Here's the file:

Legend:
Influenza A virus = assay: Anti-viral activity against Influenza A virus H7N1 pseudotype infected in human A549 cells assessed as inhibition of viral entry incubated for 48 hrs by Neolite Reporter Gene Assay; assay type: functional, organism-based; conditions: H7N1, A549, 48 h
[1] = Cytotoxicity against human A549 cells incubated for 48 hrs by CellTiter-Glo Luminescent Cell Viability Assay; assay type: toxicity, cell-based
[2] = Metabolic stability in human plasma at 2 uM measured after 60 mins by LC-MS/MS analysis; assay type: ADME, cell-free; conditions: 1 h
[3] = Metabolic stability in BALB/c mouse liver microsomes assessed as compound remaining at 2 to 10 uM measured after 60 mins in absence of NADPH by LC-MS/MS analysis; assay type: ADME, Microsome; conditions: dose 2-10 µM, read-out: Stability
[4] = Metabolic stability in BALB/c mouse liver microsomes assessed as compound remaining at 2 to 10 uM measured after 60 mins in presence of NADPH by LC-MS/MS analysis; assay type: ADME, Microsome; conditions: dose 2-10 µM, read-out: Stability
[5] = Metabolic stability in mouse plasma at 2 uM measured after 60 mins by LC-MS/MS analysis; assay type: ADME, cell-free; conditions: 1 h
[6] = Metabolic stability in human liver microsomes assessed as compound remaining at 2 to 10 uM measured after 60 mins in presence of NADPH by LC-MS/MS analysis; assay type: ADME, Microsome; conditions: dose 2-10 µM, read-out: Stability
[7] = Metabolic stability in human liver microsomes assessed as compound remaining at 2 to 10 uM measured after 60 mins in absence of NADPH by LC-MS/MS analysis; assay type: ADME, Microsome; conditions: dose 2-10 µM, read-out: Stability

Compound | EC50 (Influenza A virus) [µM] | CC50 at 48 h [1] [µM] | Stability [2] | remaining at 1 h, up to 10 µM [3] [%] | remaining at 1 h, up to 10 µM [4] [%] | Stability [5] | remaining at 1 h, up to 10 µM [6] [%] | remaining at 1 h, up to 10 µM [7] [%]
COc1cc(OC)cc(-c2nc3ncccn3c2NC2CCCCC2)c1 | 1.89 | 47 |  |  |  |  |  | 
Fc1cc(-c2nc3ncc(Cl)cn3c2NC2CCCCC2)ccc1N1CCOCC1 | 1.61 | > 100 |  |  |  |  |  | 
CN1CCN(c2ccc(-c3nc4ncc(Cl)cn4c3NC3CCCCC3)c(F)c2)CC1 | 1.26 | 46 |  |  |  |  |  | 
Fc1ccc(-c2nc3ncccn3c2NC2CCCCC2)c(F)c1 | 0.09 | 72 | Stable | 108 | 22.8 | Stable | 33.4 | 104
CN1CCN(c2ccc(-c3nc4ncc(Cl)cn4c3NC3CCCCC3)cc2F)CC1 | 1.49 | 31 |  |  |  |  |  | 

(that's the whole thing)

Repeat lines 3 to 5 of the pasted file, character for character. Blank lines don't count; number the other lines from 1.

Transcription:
[1] = Cytotoxicity against human A549 cells incubated for 48 hrs by CellTiter-Glo Luminescent Cell Viability Assay; assay type: toxicity, cell-based
[2] = Metabolic stability in human plasma at 2 uM measured after 60 mins by LC-MS/MS analysis; assay type: ADME, cell-free; conditions: 1 h
[3] = Metabolic stability in BALB/c mouse liver microsomes assessed as compound remaining at 2 to 10 uM measured after 60 mins in absence of NADPH by LC-MS/MS analysis; assay type: ADME, Microsome; conditions: dose 2-10 µM, read-out: Stability